Sometimes I just bake the wedges and serve with something else.
  • jgnatcajgnatca Posts: 14,386Member Member Posts: 14,386Member Member
    A chickpea casserole that adds dairy protein for an extra boost.

    https://pin.it/vamvnbntbao2t3
  • jgnatcajgnatca Posts: 14,386Member Member Posts: 14,386Member Member
    I like my lentils spicy.

    https://pin.it/4wopvalsj6zihl

    To increase the protein serve with a dollop of Greek Yogurt.
  • julieweberrjulieweberr Posts: 11Member Member Posts: 11Member Member
    It's a meat analogue made from vital wheat gluten. (Not a good idea for people with gluten issues, but it's closer to meat in texture than tofu would be.)

    It's sold ready-made in some health stores, but not the ones near me. So to make my own I start with a recipe from the 1,000 Vegan Recipes cookbook:


    1.75 cups (210 grams going by the label on the Bob's Red Mill bag) vital wheat gluten (USD says it's 212. I weigh out 210 and figure that the 'lightly floured surface' adds a couple of grams anyway.)
    0.25 cups nutritional yeast
    1/2 tsp salt
    1/2 tsp onion powder
    1/4 tsp sweet paprika
    1 tbsp olive oil
    3 tbsp low sodium soy sauce
    1 2/3 cups (400 mls) water

    I pulse the flour, nutritional yeast and spices in the food processor, then add the wet ingredients and process for a minute to form a dough. Turn the dough onto a lightly-floured surface, knead about 2 minutes and divide into 4 equal pieces.

    Make a simmering liquid from 2 quarts (slightly over 2 litres) water, 1/2 cup low sodium soy sauce and 2 cloves crushed garlic. Just put it all in a large saucepan. Then add the dough. Bring just to a boil over medium-high heat, then reduce heat to medium-low, cover, and simmer gently for 1 hour. Recipe says to turn the pieces occasionally; I usually get sidetracked and forget. Never ruins anything.

    When the hour is up, turn off the heat and let the seitan cool in the liquid. At this point, you can either use it right away, refrigerate it for a week in a tightly-sealed container with some of the simmering liquid (Ziploc bags totally count!), or freeze it up to 3 months. One batch gets you 2lbs worth.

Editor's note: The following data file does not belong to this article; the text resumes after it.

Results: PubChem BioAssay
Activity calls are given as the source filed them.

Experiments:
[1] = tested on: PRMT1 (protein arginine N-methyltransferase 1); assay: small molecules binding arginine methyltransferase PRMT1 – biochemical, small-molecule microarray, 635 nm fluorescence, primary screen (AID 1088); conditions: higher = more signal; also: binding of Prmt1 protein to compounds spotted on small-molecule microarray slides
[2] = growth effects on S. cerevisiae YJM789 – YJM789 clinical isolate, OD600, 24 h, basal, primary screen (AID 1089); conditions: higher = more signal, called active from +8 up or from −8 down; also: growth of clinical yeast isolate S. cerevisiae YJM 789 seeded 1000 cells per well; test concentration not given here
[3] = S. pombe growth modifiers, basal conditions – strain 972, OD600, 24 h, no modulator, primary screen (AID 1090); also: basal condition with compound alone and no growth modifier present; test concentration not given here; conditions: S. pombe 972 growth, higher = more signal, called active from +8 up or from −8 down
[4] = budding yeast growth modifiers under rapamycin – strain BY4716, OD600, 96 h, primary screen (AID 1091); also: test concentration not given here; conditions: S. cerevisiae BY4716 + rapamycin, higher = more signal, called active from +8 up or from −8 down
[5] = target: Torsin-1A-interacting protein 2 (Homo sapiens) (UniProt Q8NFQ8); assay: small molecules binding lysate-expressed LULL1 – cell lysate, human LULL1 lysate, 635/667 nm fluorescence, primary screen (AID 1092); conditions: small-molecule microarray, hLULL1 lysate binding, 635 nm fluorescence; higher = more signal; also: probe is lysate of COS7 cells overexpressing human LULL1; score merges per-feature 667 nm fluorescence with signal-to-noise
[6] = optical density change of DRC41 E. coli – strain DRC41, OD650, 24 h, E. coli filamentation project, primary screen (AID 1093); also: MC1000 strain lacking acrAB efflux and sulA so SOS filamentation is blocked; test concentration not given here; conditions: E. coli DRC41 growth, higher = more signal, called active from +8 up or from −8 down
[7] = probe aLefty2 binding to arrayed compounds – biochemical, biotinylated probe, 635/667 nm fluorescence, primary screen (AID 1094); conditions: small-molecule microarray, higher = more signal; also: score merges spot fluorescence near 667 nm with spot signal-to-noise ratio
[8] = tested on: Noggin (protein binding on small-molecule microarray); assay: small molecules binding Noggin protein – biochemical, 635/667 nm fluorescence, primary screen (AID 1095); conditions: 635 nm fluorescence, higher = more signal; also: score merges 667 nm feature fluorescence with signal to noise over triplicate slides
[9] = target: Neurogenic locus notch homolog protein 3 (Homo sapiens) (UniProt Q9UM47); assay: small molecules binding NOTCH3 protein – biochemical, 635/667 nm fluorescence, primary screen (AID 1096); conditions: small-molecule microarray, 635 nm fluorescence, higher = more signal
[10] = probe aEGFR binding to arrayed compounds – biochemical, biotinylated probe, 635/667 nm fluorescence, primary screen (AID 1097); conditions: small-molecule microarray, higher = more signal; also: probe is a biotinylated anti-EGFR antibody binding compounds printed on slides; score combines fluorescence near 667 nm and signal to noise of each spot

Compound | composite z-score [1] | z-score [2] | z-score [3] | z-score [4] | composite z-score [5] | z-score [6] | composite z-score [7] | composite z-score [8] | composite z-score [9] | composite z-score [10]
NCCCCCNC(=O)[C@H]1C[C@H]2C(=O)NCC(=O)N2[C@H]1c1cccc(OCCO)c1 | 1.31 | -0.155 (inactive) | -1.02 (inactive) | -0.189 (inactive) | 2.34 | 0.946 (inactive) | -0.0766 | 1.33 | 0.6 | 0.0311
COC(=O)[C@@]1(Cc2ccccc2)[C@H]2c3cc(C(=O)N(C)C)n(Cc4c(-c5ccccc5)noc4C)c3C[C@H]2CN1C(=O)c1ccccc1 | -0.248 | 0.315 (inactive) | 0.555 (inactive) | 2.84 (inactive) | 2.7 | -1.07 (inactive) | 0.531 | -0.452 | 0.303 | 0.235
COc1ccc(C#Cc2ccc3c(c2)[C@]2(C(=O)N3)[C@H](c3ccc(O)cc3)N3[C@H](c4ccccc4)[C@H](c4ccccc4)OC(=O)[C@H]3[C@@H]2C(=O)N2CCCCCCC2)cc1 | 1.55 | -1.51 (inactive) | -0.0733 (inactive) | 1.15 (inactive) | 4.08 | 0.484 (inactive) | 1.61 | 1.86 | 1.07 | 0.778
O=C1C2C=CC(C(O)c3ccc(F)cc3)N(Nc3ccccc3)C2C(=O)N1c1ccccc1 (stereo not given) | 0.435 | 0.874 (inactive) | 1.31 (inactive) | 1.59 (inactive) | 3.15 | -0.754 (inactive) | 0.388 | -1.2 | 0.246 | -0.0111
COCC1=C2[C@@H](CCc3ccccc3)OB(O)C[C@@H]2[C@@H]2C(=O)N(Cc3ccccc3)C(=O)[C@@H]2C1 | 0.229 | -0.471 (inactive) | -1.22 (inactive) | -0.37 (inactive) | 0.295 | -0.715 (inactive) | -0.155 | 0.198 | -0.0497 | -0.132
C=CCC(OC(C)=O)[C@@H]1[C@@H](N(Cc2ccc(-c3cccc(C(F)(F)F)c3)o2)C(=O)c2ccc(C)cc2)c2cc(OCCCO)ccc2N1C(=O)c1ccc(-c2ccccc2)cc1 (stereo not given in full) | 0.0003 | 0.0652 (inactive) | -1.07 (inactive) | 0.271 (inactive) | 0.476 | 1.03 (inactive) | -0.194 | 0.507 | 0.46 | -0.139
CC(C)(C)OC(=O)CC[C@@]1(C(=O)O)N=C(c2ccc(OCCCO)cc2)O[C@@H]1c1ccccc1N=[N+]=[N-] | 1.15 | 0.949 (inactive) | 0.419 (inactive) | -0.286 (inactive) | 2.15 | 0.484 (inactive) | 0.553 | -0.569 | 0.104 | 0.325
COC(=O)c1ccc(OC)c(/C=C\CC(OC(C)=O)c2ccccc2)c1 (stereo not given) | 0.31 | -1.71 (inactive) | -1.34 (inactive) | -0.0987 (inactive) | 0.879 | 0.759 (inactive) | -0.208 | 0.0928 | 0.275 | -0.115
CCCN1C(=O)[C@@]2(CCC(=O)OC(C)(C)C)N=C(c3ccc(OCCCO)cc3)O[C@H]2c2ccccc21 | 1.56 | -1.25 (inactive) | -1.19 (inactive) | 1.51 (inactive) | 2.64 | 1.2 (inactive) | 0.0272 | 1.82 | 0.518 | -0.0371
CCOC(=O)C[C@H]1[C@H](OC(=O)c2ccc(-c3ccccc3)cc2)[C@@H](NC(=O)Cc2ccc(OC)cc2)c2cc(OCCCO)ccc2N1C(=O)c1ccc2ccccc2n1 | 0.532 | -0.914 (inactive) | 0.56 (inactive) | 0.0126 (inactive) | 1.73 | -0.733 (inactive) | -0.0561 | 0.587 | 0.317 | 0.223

Nutrition:

    The recipe I did today is Seitan with Spinach and Sun-dried tomatoes.

    2 tbsp olive oil
    1 lb seitan cut into 1/4" strips
    salt and pepper to taste
    3 cloves minced garlic
    3 cups fresh baby spinach (weighed out, I used 145 grams)
    4 oil-packed sundried tomatoes (about 30 grams) cut into 1/4" strips
    1/2 cup pitted Kalamata olives cut in half (about 75 grams)
    1 tbsp capers
    1/4 tsp crushed red pepper

    In a large skillet, heat the oil over medium. Add the seitan, season with salt and peppr, and cook until browned, about 5 minutes per side.

    Add the garlic and cook for one minute to soften. Add the spinach and cook until wilted (about 3 minutes). Stir in remaining ingredients plus additional salt/pepper to taste if needed. Cook about 5 minutes.

    Nutrition per serving:

    This was extremely helpful, I'm adding this to my shopping list and giving it a try, thank you so much for making this so easy and detailed!
  • julieweberrjulieweberr Posts: 11Member Member Posts: 11Member Member
    jgnatca wrote: »
    My favourite way to prepare Tofu.

    https://pin.it/gsr7acfw6h2ow6

    Sometimes I just bake the wedges and serve with something else.

    Thank you! I've been wanting to try tofu!
  • estherdragonbatestherdragonbat Posts: 4,797Member Member Posts: 4,797Member Member
    You're welcome! Hope you enjoy!
  • grimendalegrimendale Posts: 1,900Member Member Posts: 1,900Member Member
    There are a lot of options depending on what you like. For lunch, I like worthington's deli slices, tofurky deli slices, or sweet earth slices (all around 100-150 calories, all around 11-14g protein). Eggs and cheese are good sources as well, assuming you're ovo/lacto veg. Chickpeas can be a decent source (i.e. falafel, hummus or a salad). I'm a big fan of the beyond burgers (even my meat-eating wife likes them), which are 20g protein for 270 calories, and taste a lot like a traditional burger, which is nice. Morningstar veggie crumbles take the place of ground beef in pretty much any recipe (I use them often for chili or tacos), and at 20g protein for 160 calories, they're a pretty good option. I wouldn't worry too much about going over on your fat macros. A lot of veg*ns are low on dietary fat, so getting enough is a good thing. I don't spend a lot of time worrying about my protein anymore, and I'm generally somewhere between 50-100g protein a day without difficulty, so it's definitely doable. My diary is public if you want to look through for ideas, etc.